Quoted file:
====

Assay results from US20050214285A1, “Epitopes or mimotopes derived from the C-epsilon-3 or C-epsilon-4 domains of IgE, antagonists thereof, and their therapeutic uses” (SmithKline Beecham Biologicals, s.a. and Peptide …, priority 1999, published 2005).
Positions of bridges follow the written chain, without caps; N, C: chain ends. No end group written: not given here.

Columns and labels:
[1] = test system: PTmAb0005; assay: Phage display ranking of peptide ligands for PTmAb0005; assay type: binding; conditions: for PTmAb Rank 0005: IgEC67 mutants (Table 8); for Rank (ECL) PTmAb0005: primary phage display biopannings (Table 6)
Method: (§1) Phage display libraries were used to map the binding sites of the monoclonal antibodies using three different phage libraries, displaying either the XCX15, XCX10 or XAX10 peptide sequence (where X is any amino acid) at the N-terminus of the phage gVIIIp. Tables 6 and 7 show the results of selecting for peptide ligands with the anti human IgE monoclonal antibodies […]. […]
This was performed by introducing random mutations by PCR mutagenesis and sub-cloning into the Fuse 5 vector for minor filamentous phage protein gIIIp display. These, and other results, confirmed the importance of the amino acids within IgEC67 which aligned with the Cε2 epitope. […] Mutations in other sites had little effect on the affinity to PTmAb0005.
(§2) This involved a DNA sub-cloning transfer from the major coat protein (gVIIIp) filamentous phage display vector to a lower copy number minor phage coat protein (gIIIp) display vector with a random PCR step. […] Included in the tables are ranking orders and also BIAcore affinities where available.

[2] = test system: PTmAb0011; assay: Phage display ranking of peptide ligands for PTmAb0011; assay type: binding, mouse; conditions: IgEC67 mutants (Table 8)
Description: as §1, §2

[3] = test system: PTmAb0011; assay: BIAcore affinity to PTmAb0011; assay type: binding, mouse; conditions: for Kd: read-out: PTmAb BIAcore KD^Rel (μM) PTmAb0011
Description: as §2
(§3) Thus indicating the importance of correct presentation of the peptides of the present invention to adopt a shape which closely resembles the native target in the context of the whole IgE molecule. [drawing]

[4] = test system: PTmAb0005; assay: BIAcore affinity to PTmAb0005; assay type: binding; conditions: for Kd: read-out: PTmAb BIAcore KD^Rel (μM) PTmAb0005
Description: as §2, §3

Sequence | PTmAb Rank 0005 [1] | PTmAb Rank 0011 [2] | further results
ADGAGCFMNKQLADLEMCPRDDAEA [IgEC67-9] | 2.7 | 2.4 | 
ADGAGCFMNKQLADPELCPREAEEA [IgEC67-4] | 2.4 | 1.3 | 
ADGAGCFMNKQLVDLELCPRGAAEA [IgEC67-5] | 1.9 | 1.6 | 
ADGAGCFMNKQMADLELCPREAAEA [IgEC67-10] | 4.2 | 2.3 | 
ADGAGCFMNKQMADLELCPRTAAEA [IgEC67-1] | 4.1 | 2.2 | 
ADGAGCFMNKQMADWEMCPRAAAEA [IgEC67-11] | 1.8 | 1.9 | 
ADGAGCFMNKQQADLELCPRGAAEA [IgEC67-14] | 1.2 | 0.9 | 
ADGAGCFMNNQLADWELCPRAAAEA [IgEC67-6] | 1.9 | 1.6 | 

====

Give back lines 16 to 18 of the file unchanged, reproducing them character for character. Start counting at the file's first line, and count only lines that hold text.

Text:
ADGAGCFMNKQLADLEMCPRDDAEA [IgEC67-9] | 2.7 | 2.4 | 
ADGAGCFMNKQLADPELCPREAEEA [IgEC67-4] | 2.4 | 1.3 | 
ADGAGCFMNKQLVDLELCPRGAAEA [IgEC67-5] | 1.9 | 1.6 | 